Analyst: Virtual desktops put "huge" pressure on storage

Taneja Group analysts have told VMworld that storage administrators must be involved in the early planning of virtual desktop projects, or storage will become a bottleneck that hampers their effectiveness.

Adopting virtual desktop infrastructure (VDI) "puts huge pressure on storage" and would-be adopters must therefore ensure their storage administrators are involved early in the planning process for the technology, Taneja Group's Jeff Byrne and David Bartoletti today told the VMWorld conference in San Francisco.

Byrne and Bartoletti, respectively a Senior Analyst & Consultant and Senior Anayst with the firm said that adopting VDI creates four challenges:

  • Finding sufficient storage capacity, as each VDI typically requires at least 12 gigabytes of storage. In a typical 250-desktop implementation, this means 300 terabytes of networked storage needs to be found;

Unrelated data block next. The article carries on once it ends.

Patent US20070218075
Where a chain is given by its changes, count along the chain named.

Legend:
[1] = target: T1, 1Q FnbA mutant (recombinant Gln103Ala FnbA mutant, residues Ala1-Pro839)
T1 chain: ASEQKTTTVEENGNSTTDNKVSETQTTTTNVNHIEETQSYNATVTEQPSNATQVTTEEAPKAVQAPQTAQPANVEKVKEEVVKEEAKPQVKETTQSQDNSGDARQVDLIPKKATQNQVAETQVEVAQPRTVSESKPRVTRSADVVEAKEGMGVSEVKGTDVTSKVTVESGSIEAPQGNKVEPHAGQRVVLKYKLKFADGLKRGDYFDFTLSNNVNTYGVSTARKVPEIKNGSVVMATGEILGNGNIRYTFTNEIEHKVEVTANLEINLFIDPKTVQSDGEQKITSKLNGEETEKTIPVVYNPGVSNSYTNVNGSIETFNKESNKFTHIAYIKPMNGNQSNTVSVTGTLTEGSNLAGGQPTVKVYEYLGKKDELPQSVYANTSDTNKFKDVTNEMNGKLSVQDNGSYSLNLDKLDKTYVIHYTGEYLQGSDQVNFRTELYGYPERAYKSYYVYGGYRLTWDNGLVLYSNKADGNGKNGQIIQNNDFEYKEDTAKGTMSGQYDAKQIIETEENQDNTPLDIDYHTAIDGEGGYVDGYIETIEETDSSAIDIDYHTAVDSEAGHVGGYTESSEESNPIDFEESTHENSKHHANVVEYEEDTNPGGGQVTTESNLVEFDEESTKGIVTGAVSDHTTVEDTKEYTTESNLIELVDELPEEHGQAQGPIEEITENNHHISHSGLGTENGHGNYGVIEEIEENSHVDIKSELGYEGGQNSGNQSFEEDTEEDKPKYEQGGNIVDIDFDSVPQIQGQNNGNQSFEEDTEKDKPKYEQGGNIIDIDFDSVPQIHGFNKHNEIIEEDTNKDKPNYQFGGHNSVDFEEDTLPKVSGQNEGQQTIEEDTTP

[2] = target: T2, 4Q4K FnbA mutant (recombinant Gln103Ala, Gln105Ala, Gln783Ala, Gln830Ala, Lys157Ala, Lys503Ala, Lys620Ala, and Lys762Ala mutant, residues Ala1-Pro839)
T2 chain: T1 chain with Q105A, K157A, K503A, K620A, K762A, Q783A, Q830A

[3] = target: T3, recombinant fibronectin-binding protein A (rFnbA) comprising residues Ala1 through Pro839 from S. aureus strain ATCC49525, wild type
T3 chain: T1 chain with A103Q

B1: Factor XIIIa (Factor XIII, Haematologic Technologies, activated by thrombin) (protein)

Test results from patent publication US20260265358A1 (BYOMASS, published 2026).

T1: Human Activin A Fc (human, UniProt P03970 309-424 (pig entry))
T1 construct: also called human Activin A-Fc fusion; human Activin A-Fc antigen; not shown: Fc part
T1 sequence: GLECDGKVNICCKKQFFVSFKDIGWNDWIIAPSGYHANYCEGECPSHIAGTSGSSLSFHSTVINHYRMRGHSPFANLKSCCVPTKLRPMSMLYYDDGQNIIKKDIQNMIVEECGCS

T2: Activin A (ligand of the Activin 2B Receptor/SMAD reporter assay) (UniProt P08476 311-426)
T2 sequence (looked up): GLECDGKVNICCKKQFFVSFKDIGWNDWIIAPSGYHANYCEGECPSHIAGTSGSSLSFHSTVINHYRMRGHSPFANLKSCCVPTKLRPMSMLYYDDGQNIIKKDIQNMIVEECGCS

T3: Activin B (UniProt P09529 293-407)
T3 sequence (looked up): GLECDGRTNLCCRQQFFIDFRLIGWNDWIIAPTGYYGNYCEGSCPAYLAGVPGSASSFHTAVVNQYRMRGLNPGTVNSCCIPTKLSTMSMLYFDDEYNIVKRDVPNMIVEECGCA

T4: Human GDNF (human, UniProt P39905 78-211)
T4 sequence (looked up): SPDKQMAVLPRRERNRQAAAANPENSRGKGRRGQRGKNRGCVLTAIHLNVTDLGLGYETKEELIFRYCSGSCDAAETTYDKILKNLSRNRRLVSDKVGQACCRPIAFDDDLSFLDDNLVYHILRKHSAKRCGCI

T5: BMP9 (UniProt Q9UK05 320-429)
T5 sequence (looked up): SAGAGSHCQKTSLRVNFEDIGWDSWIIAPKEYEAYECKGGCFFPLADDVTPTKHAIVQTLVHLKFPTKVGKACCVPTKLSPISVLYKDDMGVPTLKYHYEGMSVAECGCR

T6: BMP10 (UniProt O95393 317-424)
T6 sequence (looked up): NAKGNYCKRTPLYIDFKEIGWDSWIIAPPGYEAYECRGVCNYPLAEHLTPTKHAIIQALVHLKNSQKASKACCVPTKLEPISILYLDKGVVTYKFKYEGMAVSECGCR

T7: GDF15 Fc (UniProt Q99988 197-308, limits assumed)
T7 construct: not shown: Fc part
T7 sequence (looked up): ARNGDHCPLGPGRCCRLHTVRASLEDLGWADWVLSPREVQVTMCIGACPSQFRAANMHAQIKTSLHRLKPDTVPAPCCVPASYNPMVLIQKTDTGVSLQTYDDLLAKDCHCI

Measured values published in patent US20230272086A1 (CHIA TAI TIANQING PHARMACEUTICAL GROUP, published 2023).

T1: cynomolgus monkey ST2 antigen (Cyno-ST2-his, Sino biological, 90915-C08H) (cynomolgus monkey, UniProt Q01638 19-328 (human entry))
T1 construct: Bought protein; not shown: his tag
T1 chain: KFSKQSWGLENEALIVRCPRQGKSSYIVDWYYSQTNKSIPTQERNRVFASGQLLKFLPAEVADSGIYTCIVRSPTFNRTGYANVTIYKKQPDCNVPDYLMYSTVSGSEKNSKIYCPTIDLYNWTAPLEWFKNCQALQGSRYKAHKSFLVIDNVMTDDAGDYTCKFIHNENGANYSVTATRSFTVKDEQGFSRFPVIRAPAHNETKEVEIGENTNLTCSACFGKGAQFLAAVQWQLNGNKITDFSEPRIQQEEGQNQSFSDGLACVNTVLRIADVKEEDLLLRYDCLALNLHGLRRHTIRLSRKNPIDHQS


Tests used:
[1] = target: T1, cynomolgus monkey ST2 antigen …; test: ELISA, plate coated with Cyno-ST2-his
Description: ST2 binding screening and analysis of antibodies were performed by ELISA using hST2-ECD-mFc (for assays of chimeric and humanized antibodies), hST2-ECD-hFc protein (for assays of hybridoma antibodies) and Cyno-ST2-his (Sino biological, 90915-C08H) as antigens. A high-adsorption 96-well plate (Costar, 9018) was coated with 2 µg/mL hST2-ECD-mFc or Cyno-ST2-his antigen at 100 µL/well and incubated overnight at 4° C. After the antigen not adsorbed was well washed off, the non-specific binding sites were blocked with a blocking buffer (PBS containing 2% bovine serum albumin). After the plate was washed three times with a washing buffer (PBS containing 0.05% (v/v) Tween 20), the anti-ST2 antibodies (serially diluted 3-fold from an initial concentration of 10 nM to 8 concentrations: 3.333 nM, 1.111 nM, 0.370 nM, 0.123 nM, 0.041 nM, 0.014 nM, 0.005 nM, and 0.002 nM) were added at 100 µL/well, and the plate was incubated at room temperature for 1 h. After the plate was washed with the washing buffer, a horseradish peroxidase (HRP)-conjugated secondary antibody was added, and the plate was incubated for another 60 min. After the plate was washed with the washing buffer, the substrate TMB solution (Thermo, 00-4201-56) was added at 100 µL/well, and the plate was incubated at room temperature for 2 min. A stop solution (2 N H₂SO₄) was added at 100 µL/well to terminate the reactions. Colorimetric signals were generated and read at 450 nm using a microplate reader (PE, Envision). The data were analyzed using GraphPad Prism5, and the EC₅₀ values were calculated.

• Provisioning at this scale is very time consuming
  • Virtual desktops boot up slowly and sometimes frustrate users
  • Backup of large VDI implementations becomes costly and complex

The pair said careful planning of VDI projects can avert or reduce the severity of these issues, with numerous technical decisions

"The first step is to assess desktops and determine their readiness for VDI," the pair said in their session, titled Optimizing VDI Storage with VMware View: Strategies for Success..

Would-be VDI users should also ensure they ask their storage vendors about their readiness for the technique and source best practises and advice before commencing projects.

Storage administrators should also ensure they are not isolated in the VDI planning process.

"Larger organisations considering VMI should get all of the relevant administrators together and decide on the tools and the team they will use for VDI," the pair said. Organisations should also ensure they make a clear decision about which team will be responsible for the storage component of a VDI implementation, as without a focus on storage it will likely hamper these projects.

Simon Sharwood travelled to VMworld as a guest of VMware.

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